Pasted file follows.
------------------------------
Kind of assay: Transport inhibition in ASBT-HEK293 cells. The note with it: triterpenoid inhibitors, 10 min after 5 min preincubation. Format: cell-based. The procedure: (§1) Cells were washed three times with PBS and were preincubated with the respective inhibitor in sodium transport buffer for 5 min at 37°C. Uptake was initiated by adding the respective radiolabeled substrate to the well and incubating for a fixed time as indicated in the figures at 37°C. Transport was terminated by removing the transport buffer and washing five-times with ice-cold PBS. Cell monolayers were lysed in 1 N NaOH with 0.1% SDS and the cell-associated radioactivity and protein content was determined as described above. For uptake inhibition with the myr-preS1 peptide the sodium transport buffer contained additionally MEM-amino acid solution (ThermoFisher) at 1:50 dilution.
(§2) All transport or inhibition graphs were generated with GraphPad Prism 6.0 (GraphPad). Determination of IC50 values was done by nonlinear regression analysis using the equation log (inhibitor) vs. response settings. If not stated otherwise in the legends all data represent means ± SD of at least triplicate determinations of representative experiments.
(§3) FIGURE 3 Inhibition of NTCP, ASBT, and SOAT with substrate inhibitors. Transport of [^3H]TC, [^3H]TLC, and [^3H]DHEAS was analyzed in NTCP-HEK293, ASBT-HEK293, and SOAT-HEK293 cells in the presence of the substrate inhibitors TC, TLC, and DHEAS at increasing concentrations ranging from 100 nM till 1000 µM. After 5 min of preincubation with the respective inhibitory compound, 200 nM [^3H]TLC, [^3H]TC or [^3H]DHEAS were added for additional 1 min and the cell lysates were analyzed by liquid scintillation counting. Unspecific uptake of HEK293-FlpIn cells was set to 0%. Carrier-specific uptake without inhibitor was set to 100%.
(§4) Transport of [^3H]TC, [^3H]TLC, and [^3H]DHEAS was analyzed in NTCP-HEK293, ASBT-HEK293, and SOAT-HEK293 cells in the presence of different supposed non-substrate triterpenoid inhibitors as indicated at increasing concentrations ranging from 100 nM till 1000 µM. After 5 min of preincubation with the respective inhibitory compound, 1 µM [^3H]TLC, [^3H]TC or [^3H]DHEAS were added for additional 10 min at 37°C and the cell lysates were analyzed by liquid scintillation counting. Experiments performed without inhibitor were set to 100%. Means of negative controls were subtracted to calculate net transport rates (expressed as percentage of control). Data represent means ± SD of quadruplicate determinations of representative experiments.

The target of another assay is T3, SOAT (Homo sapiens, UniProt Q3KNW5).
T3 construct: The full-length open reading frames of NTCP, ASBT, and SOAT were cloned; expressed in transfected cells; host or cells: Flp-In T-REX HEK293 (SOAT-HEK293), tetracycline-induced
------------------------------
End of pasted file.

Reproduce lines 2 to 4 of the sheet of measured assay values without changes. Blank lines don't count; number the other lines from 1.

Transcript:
(§2) All transport or inhibition graphs were generated with GraphPad Prism 6.0 (GraphPad). Determination of IC50 values was done by nonlinear regression analysis using the equation log (inhibitor) vs. response settings. If not stated otherwise in the legends all data represent means ± SD of at least triplicate determinations of representative experiments.
(§3) FIGURE 3 Inhibition of NTCP, ASBT, and SOAT with substrate inhibitors. Transport of [^3H]TC, [^3H]TLC, and [^3H]DHEAS was analyzed in NTCP-HEK293, ASBT-HEK293, and SOAT-HEK293 cells in the presence of the substrate inhibitors TC, TLC, and DHEAS at increasing concentrations ranging from 100 nM till 1000 µM. After 5 min of preincubation with the respective inhibitory compound, 200 nM [^3H]TLC, [^3H]TC or [^3H]DHEAS were added for additional 1 min and the cell lysates were analyzed by liquid scintillation counting. Unspecific uptake of HEK293-FlpIn cells was set to 0%. Carrier-specific uptake without inhibitor was set to 100%.
(§4) Transport of [^3H]TC, [^3H]TLC, and [^3H]DHEAS was analyzed in NTCP-HEK293, ASBT-HEK293, and SOAT-HEK293 cells in the presence of different supposed non-substrate triterpenoid inhibitors as indicated at increasing concentrations ranging from 100 nM till 1000 µM. After 5 min of preincubation with the respective inhibitory compound, 1 µM [^3H]TLC, [^3H]TC or [^3H]DHEAS were added for additional 10 min at 37°C and the cell lysates were analyzed by liquid scintillation counting. Experiments performed without inhibitor were set to 100%. Means of negative controls were subtracted to calculate net transport rates (expressed as percentage of control). Data represent means ± SD of quadruplicate determinations of representative experiments.